In 1989, as Elizabeth Taylor gave Michael Jackson the third annual Soul Train Heritage Award for outstanding career achievements, she made a simple and bold pronouncement: Jackson, she said, was “the true King of pop, rock, and soul.” Twenty years later, at the 7 July 2009 memorial service for Jackson in Los Angeles, Berry Gordy closed his farewell remarks by upping the ante: “The King of Pop is not big enough for him. I think he is simply the greatest entertainer that ever lived.” The soldout Staples Center erupted into a thunderous standing ovation. or the elaborate karaoke choreography performed by high-security inmates at the Cebu Provincial Detention and Rehabilitation Centre in the Philippines. Life in Brooklyn remained a sonic Internet of Jackson’s music throughout the summer culminating with Spike Lee’s birthday celebration for the King of Pop on 29 August 2009. People outside New York City cannot fully appreciate the communal energy generated during Brooklyn summers by DJs, drummers, salsa, house, and hip-hop dancers, street vendors, fashion designers, ﬁlmmakers, choreographers, photographers, and DIY music festival-goers attending Afro-Punk events. Summer is marked by the Soul Summit Music Festival, a weekly series of outdoor dance jams at Fort Greene Park drawing hundreds of twenty- to ﬁfty-year-olds from the tristate area. Lee wanted to host Jackson’s birthday party there, but when the word got out it had to be moved to the larger Prospect Park. Many black folks in Brooklyn intend to preserve and protect cultural events like the Soul Summit from the kinds of mainstream assimilation and incorporation that had people thinking that Jackson or hip-hop culture was no longer “black.” Even though some questioned his ethnic adherence given the mystery around changes to his facial features and pigmentation, in death Jackson’s legacy was undeniably attributed to a musical blackness. The televised memorial service came closest to expressing the power of a black ritual like the Soul Summit to a mass audience beyond the social commons of black neighborhoods.
Many of us will always remember where we were when Jackson died on 25 June 2009. It was a warm summer day in Brooklyn and I was heading to the Women in Hip-Hop Culture Unite event at NYU. Dozens of artists were being honored including rapper Monie Love, DJ Jazzy Joyce and b-girl Rokafella. As I walked to catch the C train into Manhattan at the Kingston-Throop station, I did my usual Twitter check-in. Just before I crossed Atlantic Avenue, the border between Crown Heights and Bed-Stuy in Brooklyn, I read a TMZ tweet that Jackson was dead. TMZ is known for celebrity gossip and Hollywood rumors but before I dismissed the tweet, I heard a Jackson tune blaring from one passing vehicle, and then another. The urban buzz conﬁrmed the news. Sound systems from every passing 4x4, sporty sedan, and “hooptie” (a well-worn Cadillac) were blasting Jackson’s classic hits—”Billie Jean,” “Stop the Love You Save,” and “Don’t Stop ‘Til You Get Enough.” Word of mouth was upgraded from person-to-person transmission to block-to-block mobile Michael Jackson in rehearsal shortly before his death Michael Jackson's This Is It (2009), ﬁlm still broadcasts blasting tributes from Hot 97 As an ethnomusicologist, I had a or WBLS radio, personally programmed special connection to Jackson’s music. In CD changers, or even cassette decks. Brooklynites had gotten my book The Games Black Girls Play: Learning the Ropes from into their cars and trucks to tell the world Michael was gone. Double-Dutch To Hip-Hop (New York University Press, 2006), I used his 1972 cover of Bobby O’Day’s 1958 hit “Rockin’ RobJust as I reached the corner of Kingston and Fulton, threein” to show the dialogic sampling relationship from the 1930s and-a-half blocks from my apartment, a second conﬁrmation to the 1990s between black girls’ handclapping game-songs came from a teenager sitting with a friend on the stoop of his and cheers and the commercial recordings of black male artists. apartment building. In a glib and unaffected way, just loud “Rockin’ Robin” continues to be a popular game-song where enough for anyone passing by to hear, he said, “the King of four girls face-off and coordinate bridge structures with their Pop is dead.” I was stunned. This was the passing of a musical handclapping gestures while singing “Tweet. Tweet. Tweedlygenius; a one-man cultural revolution in sound, embodiment, dee.” dance, identity, marketing, fashion, and iconography (e.g., the white glove, socks, and high-water pants). In his masterful muI was a little embarrassed to admit that I only owned two sic videos, Jackson created a soundscape of signiﬁcance over vinyl albums by Jackson—Off the Wall and Thriller—during his and over again for fans of all ages and nations. His legacy lives lifetime. I also grew up in D.C. and I have never visited the on in the viral phenomenon he sparked on YouTube including Washington Monument. Still, the ﬁrst record I ever purchased remixes, ﬂash mobs, the best from Bucharest and Stockholm, continued on page 5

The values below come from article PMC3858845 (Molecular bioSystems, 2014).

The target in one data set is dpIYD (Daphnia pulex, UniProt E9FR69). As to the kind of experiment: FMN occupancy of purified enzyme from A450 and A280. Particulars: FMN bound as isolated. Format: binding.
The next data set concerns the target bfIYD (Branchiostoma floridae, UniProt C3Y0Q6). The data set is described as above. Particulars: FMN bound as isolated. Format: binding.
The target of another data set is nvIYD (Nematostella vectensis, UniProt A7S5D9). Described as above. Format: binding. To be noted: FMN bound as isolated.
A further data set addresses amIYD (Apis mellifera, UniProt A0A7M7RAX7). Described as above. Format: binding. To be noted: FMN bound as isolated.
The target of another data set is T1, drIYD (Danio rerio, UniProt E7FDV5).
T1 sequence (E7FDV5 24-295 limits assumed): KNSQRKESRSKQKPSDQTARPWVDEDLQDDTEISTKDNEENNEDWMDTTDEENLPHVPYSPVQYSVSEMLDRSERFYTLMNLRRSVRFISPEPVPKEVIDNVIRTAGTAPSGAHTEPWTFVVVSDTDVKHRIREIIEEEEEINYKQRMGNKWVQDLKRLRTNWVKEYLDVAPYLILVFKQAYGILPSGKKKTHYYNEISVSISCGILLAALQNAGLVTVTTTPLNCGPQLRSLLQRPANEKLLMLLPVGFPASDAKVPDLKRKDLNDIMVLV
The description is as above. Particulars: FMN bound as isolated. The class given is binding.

4 American Music Review Vol. XXXIX, No. 2: Spring 2010
A Homegoing Service (continued)